I’m no team orange fan, but why no 690 Enduro R? Lack of range? Cost?

    • http://RideApart.com/ Wes Siler

      You’re not really putting in big road miles on one. Great bike otherwise though.

  • grahluk

    Interesting that you point out the adventure bike market is like the two wheeled version of the SUV market. It has veered off of it’s original design brief to be tall heavy road bikes that can carry a bunch of junk.

  • DrLove

    Correction: DR650 do not come with cartridge forks; they use damper rods.

  • http://garrett-nelson.tumblr.com/ Garrett Nelson

    URAL! I plan to have one someday. Seen a few of them around and got to ride a Solo T around a parking lot. Pretty cool bikes.

  • markbvt

    Curious that you guys included a number of dual sports but left out the obvious choices that many people have thoroughly put through their paces offroad, namely the F800GS and Tiger 800 XC. Sure, they may not be trail bikes, but that’s why the adventure bike category is different from the dual sport category. And that NC700X isn’t exactly a trail bike either…

    • http://RideApart.com/ Wes Siler

      I think the “actually take off-road” bit is the answer to your question there.

      Nearly every single bike on the F800GS Adventure media launch was crashed. Its front end is vague and the center of gravity very high. The Triumph won’t stand up to even low speed drops.

      If you follow the red links above, you can find full content around every bike.

      • markbvt

        I think the many people that have dropped their Tigers at low speed without incident (like me) would disagree that it won’t stand up to those drops. I know you’re unhappy with the passenger footpeg hanger arrangement, but that’s been proven to be much less of an issue than people initially assumed. All the crash-damaged footpeg hangers I’ve heard of have resulted from higher-speed crashes… and in some of those cases the owners simply had them welded back into place. That’s easily done, since the frame is steel.

        I can’t come to the F800GS’s defense though. I’ve never owned one, and when I test-rode one I didn’t like it. You’re right, the front end sucks. Undersprung. Still, a lot of people seem to like them.

        I guess the point that I was trying to make is that populating half the list with dual sports in an article discussing adventure bikes is a bit unfair. How about a list of the most dirt-worthy ADV bikes, with a sidebar explaining why these four dual sports are better choices if you’re going to be riding a lot of dirt?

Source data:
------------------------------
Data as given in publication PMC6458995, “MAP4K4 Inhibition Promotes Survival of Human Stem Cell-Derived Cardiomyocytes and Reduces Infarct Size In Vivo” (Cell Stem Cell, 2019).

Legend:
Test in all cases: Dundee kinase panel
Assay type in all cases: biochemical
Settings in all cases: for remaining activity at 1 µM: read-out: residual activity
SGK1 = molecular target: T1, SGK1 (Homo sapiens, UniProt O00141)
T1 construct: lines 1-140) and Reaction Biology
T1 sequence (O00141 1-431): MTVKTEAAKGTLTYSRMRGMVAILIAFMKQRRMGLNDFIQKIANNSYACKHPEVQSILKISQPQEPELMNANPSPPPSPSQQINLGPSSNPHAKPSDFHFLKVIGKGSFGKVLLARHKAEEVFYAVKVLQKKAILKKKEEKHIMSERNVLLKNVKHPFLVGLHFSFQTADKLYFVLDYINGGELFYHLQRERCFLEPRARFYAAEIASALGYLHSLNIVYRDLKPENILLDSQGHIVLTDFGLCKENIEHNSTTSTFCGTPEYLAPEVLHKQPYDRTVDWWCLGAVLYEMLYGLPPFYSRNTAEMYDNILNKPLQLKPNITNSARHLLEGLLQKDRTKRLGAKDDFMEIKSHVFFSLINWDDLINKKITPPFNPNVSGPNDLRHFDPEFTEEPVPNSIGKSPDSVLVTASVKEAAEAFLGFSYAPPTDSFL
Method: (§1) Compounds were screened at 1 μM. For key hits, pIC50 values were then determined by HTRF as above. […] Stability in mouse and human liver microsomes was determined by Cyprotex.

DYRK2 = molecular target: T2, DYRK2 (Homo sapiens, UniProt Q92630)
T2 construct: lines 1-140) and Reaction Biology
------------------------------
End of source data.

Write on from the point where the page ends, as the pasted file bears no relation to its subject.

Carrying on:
• http://RideApart.com/ Wes Siler

          Lists like these are intended to provide guidance. I think we’ve done so in a way that discusses the limitations of the class and suggesting bikes that actually live up to the ADV image. The Tiger’s a fantastic bike on the road, but it’s tall, heavy and just plain limited on anything more complicated than a fire road.

          I totaled a tiger at approximately 25-30mph with a simple on-road lowside. Those kind of speeds are totally realistic in dirt riding. Widest part of the bike? Pillion pegs. Those are hard welded to the subframe, a long ways back from the main frame, with no stress relief points. Tweaking the pillion peg mounts tweaks the subframe, which pops the welds to the main frame. Voila, totalled bike. In contrast, of all the crashes on that 800GSA launch, the worst damage was tweaked bars.

          • markbvt

            Interesting. All the crash damage I’ve heard of previously had the footpeg hangers bending/breaking off the subframe, with little/no damage to the subframe itself. I’ve also heard of plenty of crashes that resulted in no damage at all to the footpeg hangers aside from a few scrapes. Obviously it all depends on the dynamics of the crash. But ultimately, I do agree that Triumph would be smart to reconsider how the footpegs are attached.

      • Eric

        how about the 660 Tenere? does it sell in the states?

        • http://RideApart.com/ Wes Siler

          Not sold here.

          • Eric

            pity! how about ride apart europe??

    • Stuki

      A colleague has an F800GS, and one big issue with it is that, with
      knobbies, it is LESS comfortable and confidence inspiring on road than
      my WR250. It pretty much permanently fells like it’s on the brink of a
      tank slapper. Not relaxing at all. It’s better than the 1200 off road
      (according to him. He has both), but isn’t nearly the road bike the 1200
      is.

      After having had my little WR for two years now, I find it sufficiently comfortable that in order to pick a bigger bike for a trip, that bigger bike has to be able to substantially beat it when it comes to on road comfort; meaning being comfortable at extended (8 hr days) cruising at 75-80 or above on slab. The Vstrom, S10 and 1200GS (and presumably that darned Honda) probably does this. But, on any tire that inspires confidence off road, I have not found the 800GS to do so. But I realize that ‘inspires confidence’ is subjective. The GS may well be fine, simply speaking to the rider in a language that is different enough from what I am used to, to render me uncomfortable.

  • Kevin

    Man, that NC700X looks like the ticket for my big planned Alaska trip. Still cheaper than a well-used GS!

    • Stuki

      Haven’t ridden the NC, but the most common ‘failure’ on the dirt hwys up north (just came back from there) seem to be flats from sharp gravel cutting tires. The lighter weight, longer travel and suppler suspension, bigger rolling circumference and bigger tire selection of the WR250, would make me pick that one over the NC any time up there. For even less money. And, you can even ride it on “real” trails, as long as you pack light. The NC is likely more comfortable on paved roads, and can carry more without getting out of it’s comfort zone.

  • Brian

    what? the MiniStrom DL650 didn’t make the list?

  • Billlllyyyyy

    Glad to see the WR250R on the list. Really think that’s gonna be my next bike, good step up and sideways from the CBR250 I’ve been learning on. But I’m a little surprised there’s no Husky TR650 Terra. As far as I can see it’s like a lighter, more powerful Sertao with USD forks and in Australia at least they’re far cheaper than a Sertao as well.